I always had a deep admiration for the United States Flag, even before I became a member of the military. It didn’t take long, though, to mold that admiration into the love I have for Old Glory today.
I don’t know if they still teach this in school or not, but the symbolism of the U.S. Flag is quite significant:
• Thirteen stripes for the original 13 colonies, white to signify the purity and innocence of our nation’s new endeavor — freedom for all — and red to signify the hardiness and valor of the men (and now, women) who sacrificed to ensure our liberty.
• Thirteen stars of equal size, arranged in a circle (today, 50 stars arranged in alternating rows of six and five each) to signify the unity and resolve of the states — and to show no one state led the others — on a field of blue to symbolize American vigilance, perseverance and justice.
Beginning with the Revolutionary War — and in many wars that followed — the U.S. Flag led the charge on the battlefield, making the flag bearer one of the most important men in the fray. If the flag bearer were to fall, if someone else wasn’t there to pick it back up and lead the charge, the unit could quickly fall into disarray within the fog of war.
And, after the battle was over, those who didn’t survive were draped in their nation’s colors as a sign of ultimate respect for their valor. When the flag was removed prior to burial, it was folded in a special way — a process of 13 individual folds (more on that another day) — and presented to the hero’s family as a symbol of our nation’s gratitude.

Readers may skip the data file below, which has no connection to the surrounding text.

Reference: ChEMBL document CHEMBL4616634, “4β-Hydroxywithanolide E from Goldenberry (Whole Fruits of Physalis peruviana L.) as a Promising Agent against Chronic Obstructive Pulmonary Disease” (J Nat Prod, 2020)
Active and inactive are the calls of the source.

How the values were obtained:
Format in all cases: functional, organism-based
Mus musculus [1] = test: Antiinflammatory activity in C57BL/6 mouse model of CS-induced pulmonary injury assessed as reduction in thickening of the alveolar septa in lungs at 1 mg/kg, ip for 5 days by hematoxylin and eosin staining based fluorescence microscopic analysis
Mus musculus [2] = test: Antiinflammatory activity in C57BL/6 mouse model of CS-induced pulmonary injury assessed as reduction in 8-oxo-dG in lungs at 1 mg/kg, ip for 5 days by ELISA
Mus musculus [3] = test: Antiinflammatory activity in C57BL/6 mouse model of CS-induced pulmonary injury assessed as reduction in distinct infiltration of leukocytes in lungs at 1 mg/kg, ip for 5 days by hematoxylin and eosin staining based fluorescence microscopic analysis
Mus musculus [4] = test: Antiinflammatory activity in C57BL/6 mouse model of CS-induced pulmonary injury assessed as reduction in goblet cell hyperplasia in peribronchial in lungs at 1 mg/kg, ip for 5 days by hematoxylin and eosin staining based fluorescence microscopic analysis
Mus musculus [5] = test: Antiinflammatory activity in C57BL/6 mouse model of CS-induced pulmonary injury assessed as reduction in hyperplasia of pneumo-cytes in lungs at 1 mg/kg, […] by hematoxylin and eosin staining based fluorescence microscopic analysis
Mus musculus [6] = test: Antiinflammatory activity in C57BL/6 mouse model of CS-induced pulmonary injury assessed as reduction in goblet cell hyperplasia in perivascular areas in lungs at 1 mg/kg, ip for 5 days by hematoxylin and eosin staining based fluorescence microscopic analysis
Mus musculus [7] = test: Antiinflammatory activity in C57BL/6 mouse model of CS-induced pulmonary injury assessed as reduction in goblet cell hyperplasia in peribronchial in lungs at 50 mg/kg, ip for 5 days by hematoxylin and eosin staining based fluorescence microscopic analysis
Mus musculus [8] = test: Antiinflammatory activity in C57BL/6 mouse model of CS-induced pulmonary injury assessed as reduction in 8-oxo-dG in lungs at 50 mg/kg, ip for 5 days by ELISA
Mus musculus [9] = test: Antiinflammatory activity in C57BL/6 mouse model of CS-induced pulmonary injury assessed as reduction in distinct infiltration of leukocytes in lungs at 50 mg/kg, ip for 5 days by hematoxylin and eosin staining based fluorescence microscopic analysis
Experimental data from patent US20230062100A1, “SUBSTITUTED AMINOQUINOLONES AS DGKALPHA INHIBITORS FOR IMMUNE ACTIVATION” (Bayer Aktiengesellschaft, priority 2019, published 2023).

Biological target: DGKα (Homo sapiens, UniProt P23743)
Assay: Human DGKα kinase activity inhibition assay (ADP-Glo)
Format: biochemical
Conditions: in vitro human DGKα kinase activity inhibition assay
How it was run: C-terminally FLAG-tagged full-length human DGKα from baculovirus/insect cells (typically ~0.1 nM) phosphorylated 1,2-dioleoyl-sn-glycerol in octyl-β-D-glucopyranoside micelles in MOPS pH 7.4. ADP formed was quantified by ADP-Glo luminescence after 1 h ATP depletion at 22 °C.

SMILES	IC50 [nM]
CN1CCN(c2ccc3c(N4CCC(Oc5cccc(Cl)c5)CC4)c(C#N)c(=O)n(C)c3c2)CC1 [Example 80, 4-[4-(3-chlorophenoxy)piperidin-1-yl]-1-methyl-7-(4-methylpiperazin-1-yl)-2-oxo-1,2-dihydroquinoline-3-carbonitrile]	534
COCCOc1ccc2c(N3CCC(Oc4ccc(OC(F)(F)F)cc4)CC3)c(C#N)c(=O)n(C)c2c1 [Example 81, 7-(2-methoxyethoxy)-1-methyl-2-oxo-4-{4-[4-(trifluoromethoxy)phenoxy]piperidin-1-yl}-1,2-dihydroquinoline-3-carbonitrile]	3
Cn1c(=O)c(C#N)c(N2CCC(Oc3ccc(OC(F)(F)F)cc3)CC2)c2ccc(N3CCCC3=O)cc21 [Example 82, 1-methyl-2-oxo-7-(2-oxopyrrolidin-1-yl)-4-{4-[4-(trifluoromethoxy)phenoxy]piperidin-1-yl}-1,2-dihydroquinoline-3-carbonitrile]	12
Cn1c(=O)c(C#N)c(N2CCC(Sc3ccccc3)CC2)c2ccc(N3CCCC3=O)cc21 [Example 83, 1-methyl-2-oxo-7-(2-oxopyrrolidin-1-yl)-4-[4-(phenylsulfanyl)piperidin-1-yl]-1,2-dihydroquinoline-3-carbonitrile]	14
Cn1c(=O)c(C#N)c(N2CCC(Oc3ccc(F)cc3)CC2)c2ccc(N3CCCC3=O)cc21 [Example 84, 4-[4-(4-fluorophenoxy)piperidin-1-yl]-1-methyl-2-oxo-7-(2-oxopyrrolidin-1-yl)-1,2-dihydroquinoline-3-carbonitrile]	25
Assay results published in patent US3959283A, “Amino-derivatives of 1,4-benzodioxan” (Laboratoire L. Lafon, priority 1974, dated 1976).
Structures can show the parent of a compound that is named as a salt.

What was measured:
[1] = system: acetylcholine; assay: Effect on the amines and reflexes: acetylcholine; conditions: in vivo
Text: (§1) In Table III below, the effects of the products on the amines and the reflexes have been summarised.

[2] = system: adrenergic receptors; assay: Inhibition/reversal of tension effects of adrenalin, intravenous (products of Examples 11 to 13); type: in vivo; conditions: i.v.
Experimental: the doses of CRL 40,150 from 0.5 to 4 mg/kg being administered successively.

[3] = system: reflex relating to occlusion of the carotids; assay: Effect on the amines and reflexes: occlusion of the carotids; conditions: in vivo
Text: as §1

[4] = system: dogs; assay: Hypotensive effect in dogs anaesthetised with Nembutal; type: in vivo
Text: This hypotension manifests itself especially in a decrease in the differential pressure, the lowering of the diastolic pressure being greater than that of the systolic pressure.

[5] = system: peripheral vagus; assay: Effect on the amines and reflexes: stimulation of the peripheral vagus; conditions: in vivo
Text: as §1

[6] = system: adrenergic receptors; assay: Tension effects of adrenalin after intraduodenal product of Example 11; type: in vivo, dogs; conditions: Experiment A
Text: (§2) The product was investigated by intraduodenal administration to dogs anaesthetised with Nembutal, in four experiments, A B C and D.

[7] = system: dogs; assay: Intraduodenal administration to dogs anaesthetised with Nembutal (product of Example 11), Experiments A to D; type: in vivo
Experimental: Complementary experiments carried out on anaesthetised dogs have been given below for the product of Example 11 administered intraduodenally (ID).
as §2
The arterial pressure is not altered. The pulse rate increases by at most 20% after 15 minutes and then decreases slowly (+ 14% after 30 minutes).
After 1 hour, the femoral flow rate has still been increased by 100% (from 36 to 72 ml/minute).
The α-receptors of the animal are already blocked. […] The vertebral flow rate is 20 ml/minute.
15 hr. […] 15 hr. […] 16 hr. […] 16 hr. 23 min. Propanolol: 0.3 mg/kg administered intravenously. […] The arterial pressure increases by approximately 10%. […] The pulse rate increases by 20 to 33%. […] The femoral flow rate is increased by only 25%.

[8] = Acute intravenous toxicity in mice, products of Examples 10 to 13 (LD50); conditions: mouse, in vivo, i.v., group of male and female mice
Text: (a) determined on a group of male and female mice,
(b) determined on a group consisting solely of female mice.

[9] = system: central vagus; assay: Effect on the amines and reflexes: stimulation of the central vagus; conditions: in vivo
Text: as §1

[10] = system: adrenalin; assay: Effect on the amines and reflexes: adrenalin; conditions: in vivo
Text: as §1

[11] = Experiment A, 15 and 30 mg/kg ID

It is this symbolism that makes other veterans’ passions for the U.S. Flag burn so strong. It is why we cringe at the misuse of the flag. It is why we are offended when a flag is carelessly flown in a deteriorated state. It is why we cry out when the flag is desecrated by those too ignorant to understand what they are doing.
When it is time for a flag to be retired due to wear, it should be disposed of properly. The American Legion — of which I am a member — as well as the VFW and Jasper County Veterans Affairs Office at the County Annex Building accept those flags for proper disposal.
Under U.S. Code Title 36 — also referred to as the U.S. Flag Code — flags no longer fit to serve as an emblem of our nation should be destroyed “in a dignified way, preferably by burning.”
Veterans around the country generally perform retirement ceremonies once a year on Flag Day, which is always June 14. But I have discovered Newton doesn’t have a proper fire pit to conduct the retirement ceremony.
There is a volunteer effort under way to change that. It just needs your help.
The City Council recently approved the construction of a fire pit at Union Cemetery on an unused parcel of ground just north of the existing Veteran Memorial. Much of the labor will be donated for the project, but there are some materials that just cannot be donated, creating an estimated $2,500 price tag for the project.
Ron Bookout, a member of Newton Post 111 American Legion in Newton, and several other volunteer veterans, are attempting to raise the money needed for the project. If I can, I’d like your help to make their job a little easier.
I know there are a lot of you reading this right now who are patriotic and supportive of those who have, who are and who will fight and die for the U.S. Flag and the nation for which it stands. Every penny will help, so send your tax-deductible donations to:
Flag Retirement Fund
Newton Post 111 American Legion
1101 W. Fourth St. S.
Newton, IA 50208
If you have any questions, call Bookout at (515) 508-1571 or County Veterans Affairs Director Chris Chartier at (641) 521-4121.
Citizens’ Journalism Academy
Spots still remain open for the Citizens’ Journalism Academy, which will begin Thursday, May 9, and run the next four weeks through June 6. If you are interested in attending this program, please let me know.
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If you’re reading this, thank a teacher. If you’re reading this in English, thank a soldier, sailor, airman or Marine.